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From "Paul J. Reder" <>
Subject Re: [Patch]: mod_include.c port to 2.0 buckets (includes newmod_include.h)
Date Tue, 21 Nov 2000 15:28:01 GMT

Thank you for your comments. I am sorry for the long point by point response.
I am updating my patch to address all of your comments. Please read my
response for explainations.

Thank you. wrote:

These were historical. I didn't notice them there.

> find_start_sequence and find_end_sequence are basically the same
> functions.  The biggest differences are the values that are set in the ctx
> structure, this could and should be handled with flags.  This code is too
> complex to duplicate.

I disagree. Yes the code is similar, but there are enough differences that the
code becomes ugly to the point of being unreadable if it is merged using
flags etc. I know because I started with a single merged function.

> >        if ((ctx->combined_tag = malloc (ctx->tag_length + 1)) == NULL) {
> >            return (APR_ENOMEM);
> Why are we malloc'ing here?  This data (if I understand the comments) is
> never sent to the client.  This should be a palloc, or even better a
> pcalloc.

In one of my design notes I commented that I wasn't sure of the best place to
(m|c|p)alloc from for this. My thinking was that I didn't want to grow the
pool size by pallocing from there for something that was strictly internal
to mod_include. My thinking was that by mallocing here I could free it when
I am done. I also don't think this is going to happen very frequently.
> get_combined_directive deals with two distinct brigades.  Why aren't they
> concatenated?  This would simplify the code, and it isn't an expensive
> operation.

I thought it was expensive to setaside the rest of the brigade just so I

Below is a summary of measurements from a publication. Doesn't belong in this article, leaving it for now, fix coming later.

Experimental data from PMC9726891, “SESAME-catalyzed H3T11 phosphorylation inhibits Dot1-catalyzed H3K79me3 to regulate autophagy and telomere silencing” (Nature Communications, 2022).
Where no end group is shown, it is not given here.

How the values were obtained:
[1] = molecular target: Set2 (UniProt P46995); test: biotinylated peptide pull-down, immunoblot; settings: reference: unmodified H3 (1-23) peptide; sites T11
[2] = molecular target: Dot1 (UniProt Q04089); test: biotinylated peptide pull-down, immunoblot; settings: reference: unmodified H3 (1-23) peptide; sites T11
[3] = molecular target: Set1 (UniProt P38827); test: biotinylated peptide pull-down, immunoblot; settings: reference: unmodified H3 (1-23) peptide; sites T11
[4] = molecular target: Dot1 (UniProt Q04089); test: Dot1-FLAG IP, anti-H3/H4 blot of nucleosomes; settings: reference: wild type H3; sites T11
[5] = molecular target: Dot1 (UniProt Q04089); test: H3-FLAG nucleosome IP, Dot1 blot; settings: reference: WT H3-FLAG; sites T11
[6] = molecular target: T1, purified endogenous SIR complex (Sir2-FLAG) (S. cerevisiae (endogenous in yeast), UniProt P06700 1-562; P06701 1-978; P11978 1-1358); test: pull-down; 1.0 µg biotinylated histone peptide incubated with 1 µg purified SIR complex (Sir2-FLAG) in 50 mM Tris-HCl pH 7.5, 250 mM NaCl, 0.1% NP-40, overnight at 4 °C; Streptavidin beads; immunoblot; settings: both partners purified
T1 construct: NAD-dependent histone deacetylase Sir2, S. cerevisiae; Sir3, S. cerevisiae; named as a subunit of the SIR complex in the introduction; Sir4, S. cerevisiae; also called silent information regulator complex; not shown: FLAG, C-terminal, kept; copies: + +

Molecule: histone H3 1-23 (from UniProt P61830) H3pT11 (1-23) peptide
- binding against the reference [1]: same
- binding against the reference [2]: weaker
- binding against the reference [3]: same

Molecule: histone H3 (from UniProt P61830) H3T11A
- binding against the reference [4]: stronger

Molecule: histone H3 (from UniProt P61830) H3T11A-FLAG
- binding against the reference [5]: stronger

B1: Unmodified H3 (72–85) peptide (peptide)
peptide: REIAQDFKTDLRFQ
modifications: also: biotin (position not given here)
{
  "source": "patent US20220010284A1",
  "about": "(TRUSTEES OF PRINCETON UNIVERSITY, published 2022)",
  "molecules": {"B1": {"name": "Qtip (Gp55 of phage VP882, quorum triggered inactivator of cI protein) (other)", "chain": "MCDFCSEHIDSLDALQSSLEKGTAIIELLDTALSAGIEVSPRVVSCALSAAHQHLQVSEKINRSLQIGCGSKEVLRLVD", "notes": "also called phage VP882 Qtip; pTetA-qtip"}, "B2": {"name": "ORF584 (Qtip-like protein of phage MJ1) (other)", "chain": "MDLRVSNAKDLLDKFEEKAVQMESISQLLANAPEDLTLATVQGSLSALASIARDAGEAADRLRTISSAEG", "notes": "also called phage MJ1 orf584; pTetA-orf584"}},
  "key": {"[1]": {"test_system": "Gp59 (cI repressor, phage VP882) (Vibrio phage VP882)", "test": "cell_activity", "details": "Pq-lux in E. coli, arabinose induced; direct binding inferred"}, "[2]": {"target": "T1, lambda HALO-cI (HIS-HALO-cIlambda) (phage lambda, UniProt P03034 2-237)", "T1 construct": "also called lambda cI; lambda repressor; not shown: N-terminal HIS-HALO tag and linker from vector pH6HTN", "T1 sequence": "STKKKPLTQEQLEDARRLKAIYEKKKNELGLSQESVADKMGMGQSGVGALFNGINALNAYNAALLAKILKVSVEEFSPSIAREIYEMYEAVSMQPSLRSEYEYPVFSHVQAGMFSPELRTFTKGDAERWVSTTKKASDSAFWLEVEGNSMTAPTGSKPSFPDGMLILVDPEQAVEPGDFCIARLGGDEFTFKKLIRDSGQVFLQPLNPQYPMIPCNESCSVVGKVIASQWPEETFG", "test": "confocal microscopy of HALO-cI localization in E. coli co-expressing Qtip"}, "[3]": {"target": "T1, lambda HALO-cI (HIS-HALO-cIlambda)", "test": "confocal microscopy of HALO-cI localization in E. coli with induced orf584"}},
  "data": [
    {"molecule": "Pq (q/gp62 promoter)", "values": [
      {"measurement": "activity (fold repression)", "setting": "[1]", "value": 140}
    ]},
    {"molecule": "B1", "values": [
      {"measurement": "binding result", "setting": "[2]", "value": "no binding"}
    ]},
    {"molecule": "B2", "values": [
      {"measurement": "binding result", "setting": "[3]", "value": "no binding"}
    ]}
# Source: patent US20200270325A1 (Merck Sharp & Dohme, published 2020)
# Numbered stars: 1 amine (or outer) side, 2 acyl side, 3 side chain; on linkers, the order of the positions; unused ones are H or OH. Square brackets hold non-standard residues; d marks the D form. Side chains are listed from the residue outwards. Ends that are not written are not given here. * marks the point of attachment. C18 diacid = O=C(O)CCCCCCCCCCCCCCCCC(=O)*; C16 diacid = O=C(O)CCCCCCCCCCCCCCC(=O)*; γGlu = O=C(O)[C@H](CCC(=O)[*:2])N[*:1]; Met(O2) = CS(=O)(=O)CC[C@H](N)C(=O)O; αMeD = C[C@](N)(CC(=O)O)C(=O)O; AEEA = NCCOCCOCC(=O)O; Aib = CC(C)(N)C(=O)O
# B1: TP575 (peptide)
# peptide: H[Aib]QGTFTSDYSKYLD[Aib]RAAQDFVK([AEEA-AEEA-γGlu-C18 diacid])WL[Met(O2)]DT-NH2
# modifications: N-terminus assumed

could throw it away. All I am doing is copying the bytes from the buckets
of the directive. As soon as I am done processing I throw all of those
buckets away. Why pay the price to set aside the buckets just to throw them
away. I don't think it adds that much complexity to handle two brigades.

> get_combined_directive also uses AP_BUCKET_PREV(dptr) != bb_end.  From
> reading the code, this could be simplified to
> !AP_BRIGADE_SENTINEL(dptr).  This would again simplify the code and make
> it easier to understand and debug.

You are quite correct. I learned about AP_BRIGADE_SENTINEL after I wrote
this code.

> get_tag_and_value returns the value using return, and returns the tag in
> an argument.  For consistancy it should return both as arguments.

Ok. Easily fixed.

> get_directive should use a hash table to store the tags.  The key is the
> directive, the value is the function to call when that directive is
> encountered.  (This also allows modules to easily extend mod_include's
> capabilities to handle more directives, allowing us to remove
> USE_PERL_SSI, because that becomes part of mod_perl.)

I can see the added flexiblity visa-vie removing the USE_PERL_SSI stuff, but
the problem with this is that the main send_parsed_content function does
different wrapper code for each directive. For some it needs to check 
"printing" for others it needs to deal with "if_nesting_level", and for
others I need to send the preceding buckets before processing the subrequest.
Getting back a generic function pointer doesn't help this. It also doesn't
improve performance for checking such a small number of directives.

> You can't do this with any transient buckets.  The point behind transient
> buckets is that they are stack data, but in order for them to work, you
> have to call the set-aside function on those buckets.  If you don't, the
> data just disappears out from under the bucket.  Since your data is
> disappearing immediately, this should just be put in a heep or pool
> bucket.
> Same problem here.

Ok. Chalk this up to ignorance on my part.

> You have ap_r* functions in the main-line code.  This is not allowed.  #1,
> a handler that uses buckets cannot also use ap_r*.  #2 and more important,
> NO filter can use ap_r* functions, ever.

I assume you are referreing to ap_r(v)puts and not ap_run_sub_req or
ap_regex. I actually knew that those were problems and had it on my list